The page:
Everything expats need to know about available healthcare in Germany

Published:  12 Apr at 6 PM
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Navigating healthcare requirements and availability in a new country is many expats’ worst nightmare, but the German system is reassuringly straightforward.

One of the most important issues for expats, wherever they’re planning to call home, is the availability of healthcare and its bureaucratic requirements. It’s also a subject that’s frequently ignored due to lack of affordability of private insurance or simply not knowing how to go about becoming familiar with local offerings. Fortunately, the German healthcare system has few terrors and offers excellence in all sectors.

New arrivals need to concentrate on finding a local doctor immediately they arrive, rather than leaving it until it’s a medical necessity. The first place to look is your local phone book, as every doctor in the country is listed under Arzte, along with addresses and phone numbers. If you’re lucky enough to have private health insurance along with your contractual benefits, the company may also be able to help you find a local general practitioner via their 24/7 helpline.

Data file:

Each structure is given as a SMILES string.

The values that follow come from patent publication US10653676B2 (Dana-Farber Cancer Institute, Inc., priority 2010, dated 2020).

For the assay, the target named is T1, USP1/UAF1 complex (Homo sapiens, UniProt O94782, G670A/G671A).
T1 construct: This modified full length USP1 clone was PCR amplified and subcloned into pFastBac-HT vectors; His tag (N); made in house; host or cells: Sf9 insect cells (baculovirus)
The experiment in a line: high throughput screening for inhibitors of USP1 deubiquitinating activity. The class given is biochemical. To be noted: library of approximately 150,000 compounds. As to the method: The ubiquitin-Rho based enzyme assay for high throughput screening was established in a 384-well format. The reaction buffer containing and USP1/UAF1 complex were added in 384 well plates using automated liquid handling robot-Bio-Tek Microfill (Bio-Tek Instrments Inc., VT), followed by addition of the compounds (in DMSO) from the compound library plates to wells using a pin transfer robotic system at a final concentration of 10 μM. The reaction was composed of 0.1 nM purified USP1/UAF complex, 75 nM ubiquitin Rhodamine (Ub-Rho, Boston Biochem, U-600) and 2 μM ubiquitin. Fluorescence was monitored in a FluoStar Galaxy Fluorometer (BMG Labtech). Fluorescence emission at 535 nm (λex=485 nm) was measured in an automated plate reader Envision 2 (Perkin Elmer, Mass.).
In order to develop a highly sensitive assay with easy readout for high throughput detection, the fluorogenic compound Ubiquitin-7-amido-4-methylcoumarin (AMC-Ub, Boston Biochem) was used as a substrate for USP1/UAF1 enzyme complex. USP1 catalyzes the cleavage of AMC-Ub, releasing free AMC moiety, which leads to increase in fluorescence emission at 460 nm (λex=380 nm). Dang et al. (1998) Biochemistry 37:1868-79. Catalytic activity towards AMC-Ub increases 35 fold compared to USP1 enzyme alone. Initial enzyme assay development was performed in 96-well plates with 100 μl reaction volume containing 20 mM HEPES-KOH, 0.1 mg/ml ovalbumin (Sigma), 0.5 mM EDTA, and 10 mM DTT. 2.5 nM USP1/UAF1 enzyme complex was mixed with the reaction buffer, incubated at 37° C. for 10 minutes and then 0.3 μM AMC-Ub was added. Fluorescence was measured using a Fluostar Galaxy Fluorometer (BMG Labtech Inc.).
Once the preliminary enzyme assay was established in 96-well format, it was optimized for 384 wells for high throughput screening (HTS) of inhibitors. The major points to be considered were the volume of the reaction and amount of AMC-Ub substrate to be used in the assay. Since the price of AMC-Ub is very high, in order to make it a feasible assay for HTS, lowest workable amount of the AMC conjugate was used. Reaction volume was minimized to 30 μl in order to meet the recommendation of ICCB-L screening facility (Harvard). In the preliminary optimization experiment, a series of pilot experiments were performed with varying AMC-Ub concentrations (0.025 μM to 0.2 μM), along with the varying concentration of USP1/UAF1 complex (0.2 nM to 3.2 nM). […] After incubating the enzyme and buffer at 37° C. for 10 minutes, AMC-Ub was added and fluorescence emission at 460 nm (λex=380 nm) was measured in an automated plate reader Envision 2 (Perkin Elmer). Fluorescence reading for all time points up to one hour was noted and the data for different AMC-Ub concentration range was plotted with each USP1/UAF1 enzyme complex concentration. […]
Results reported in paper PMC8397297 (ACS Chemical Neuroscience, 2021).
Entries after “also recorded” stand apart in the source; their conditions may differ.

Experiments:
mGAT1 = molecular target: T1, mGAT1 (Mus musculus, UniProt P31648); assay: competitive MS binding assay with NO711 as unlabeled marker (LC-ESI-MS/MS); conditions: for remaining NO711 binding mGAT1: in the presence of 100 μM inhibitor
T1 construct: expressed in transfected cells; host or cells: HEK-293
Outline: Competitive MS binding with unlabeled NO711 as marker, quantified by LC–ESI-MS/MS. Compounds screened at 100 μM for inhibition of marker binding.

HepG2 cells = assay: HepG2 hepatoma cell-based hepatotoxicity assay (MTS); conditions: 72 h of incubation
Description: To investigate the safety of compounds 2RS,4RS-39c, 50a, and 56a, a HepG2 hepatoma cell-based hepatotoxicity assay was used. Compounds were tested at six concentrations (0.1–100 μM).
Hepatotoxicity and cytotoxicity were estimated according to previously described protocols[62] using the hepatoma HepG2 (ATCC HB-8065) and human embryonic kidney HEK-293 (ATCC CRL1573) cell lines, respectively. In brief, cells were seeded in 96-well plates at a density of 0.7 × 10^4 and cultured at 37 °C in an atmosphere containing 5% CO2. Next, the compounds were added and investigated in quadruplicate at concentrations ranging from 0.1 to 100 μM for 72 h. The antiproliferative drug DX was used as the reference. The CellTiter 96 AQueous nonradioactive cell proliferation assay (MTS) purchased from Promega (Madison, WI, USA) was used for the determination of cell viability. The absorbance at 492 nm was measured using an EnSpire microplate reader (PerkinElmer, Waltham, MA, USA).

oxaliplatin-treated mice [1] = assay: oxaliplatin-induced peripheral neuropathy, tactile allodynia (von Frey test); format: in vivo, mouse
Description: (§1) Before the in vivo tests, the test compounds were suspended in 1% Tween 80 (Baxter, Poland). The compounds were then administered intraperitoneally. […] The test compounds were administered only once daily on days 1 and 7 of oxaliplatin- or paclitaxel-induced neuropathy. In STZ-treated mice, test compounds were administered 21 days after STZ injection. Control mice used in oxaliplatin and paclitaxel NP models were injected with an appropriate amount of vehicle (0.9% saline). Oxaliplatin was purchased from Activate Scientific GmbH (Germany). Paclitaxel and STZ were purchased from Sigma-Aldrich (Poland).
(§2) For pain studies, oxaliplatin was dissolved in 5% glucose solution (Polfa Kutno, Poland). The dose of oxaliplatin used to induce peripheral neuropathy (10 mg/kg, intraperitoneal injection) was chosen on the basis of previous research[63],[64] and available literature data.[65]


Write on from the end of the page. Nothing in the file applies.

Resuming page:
Online is another source and most sites are searchable in the English language. University clinics in Germany’s major cities offer hospitalisation as well as outpatient services and are staffed by fully-qualified, often English-speaking medical and surgical professionals. In addition, consulates and embassies may provide lists of bilingual doctors. Surgeries operate their own, often different, opening hours, with some closed on Wednesday afternoons, making an appointment the best idea.

Emergency care provision details are found in most local newspapers under the heading Arztlicher Bereitschaftsdienst (Medical Emergency Service). The service is staffed by on-call GPs in order to handle emergencies when surgeries are closed for the day, and can be dialled on 116 117. A similar list, Arzlicher Notdienst, gives names of all doctors on standby as well as emergency hotline numbers and 24/7 pharmacies. If it’s desperate, simply call a taxi to the nearest emergency room, or dial 112 or 1922 for ambulance services.

Source: The Local Germany
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